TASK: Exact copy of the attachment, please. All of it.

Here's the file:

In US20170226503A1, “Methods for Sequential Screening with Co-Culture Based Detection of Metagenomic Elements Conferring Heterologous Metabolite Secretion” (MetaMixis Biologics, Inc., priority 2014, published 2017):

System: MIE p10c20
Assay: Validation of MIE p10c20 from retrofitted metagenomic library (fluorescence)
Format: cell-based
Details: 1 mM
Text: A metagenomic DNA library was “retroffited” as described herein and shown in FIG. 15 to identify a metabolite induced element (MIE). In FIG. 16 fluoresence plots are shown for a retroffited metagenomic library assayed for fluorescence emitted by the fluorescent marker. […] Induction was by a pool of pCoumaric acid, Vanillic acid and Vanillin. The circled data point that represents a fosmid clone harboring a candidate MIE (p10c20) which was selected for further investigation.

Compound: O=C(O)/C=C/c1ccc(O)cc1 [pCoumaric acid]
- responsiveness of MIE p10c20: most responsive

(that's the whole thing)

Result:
In US20170226503A1, “Methods for Sequential Screening with Co-Culture Based Detection of Metagenomic Elements Conferring Heterologous Metabolite Secretion” (MetaMixis Biologics, Inc., priority 2014, published 2017):

System: MIE p10c20
Assay: Validation of MIE p10c20 from retrofitted metagenomic library (fluorescence)
Format: cell-based
Details: 1 mM
Text: A metagenomic DNA library was “retroffited” as described herein and shown in FIG. 15 to identify a metabolite induced element (MIE). In FIG. 16 fluoresence plots are shown for a retroffited metagenomic library assayed for fluorescence emitted by the fluorescent marker. […] Induction was by a pool of pCoumaric acid, Vanillic acid and Vanillin. The circled data point that represents a fosmid clone harboring a candidate MIE (p10c20) which was selected for further investigation.

Compound: O=C(O)/C=C/c1ccc(O)cc1 [pCoumaric acid]
- responsiveness of MIE p10c20: most responsive